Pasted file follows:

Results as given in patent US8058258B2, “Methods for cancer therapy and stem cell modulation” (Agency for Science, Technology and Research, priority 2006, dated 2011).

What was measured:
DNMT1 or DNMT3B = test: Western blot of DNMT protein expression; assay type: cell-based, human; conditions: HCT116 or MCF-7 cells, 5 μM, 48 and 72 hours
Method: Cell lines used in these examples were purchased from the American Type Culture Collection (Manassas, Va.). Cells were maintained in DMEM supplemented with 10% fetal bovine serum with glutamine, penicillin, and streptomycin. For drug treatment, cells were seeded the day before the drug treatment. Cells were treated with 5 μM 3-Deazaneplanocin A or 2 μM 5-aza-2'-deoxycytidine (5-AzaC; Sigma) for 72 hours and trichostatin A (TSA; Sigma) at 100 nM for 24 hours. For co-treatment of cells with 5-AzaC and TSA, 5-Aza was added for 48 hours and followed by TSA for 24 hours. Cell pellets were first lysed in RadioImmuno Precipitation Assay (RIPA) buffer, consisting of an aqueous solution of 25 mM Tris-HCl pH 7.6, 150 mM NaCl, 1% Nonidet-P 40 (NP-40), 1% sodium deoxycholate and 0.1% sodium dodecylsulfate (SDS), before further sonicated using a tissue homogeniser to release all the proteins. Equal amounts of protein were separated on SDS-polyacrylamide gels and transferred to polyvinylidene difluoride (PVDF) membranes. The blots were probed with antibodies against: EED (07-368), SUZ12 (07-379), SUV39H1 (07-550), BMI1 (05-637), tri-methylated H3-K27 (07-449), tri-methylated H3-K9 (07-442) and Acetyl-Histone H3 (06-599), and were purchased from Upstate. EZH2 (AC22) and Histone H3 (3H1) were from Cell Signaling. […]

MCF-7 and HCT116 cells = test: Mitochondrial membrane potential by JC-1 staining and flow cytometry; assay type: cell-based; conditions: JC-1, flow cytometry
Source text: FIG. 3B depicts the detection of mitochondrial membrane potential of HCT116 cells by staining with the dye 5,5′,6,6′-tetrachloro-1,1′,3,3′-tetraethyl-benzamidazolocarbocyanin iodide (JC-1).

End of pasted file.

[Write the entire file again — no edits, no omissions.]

Results as given in patent US8058258B2, “Methods for cancer therapy and stem cell modulation” (Agency for Science, Technology and Research, priority 2006, dated 2011).

What was measured:
DNMT1 or DNMT3B = test: Western blot of DNMT protein expression; assay type: cell-based, human; conditions: HCT116 or MCF-7 cells, 5 μM, 48 and 72 hours
Method: Cell lines used in these examples were purchased from the American Type Culture Collection (Manassas, Va.). Cells were maintained in DMEM supplemented with 10% fetal bovine serum with glutamine, penicillin, and streptomycin. For drug treatment, cells were seeded the day before the drug treatment. Cells were treated with 5 μM 3-Deazaneplanocin A or 2 μM 5-aza-2'-deoxycytidine (5-AzaC; Sigma) for 72 hours and trichostatin A (TSA; Sigma) at 100 nM for 24 hours. For co-treatment of cells with 5-AzaC and TSA, 5-Aza was added for 48 hours and followed by TSA for 24 hours. Cell pellets were first lysed in RadioImmuno Precipitation Assay (RIPA) buffer, consisting of an aqueous solution of 25 mM Tris-HCl pH 7.6, 150 mM NaCl, 1% Nonidet-P 40 (NP-40), 1% sodium deoxycholate and 0.1% sodium dodecylsulfate (SDS), before further sonicated using a tissue homogeniser to release all the proteins. Equal amounts of protein were separated on SDS-polyacrylamide gels and transferred to polyvinylidene difluoride (PVDF) membranes. The blots were probed with antibodies against: EED (07-368), SUZ12 (07-379), SUV39H1 (07-550), BMI1 (05-637), tri-methylated H3-K27 (07-449), tri-methylated H3-K9 (07-442) and Acetyl-Histone H3 (06-599), and were purchased from Upstate. EZH2 (AC22) and Histone H3 (3H1) were from Cell Signaling. […]

MCF-7 and HCT116 cells = test: Mitochondrial membrane potential by JC-1 staining and flow cytometry; assay type: cell-based; conditions: JC-1, flow cytometry
Source text: FIG. 3B depicts the detection of mitochondrial membrane potential of HCT116 cells by staining with the dye 5,5′,6,6′-tetrachloro-1,1′,3,3′-tetraethyl-benzamidazolocarbocyanin iodide (JC-1).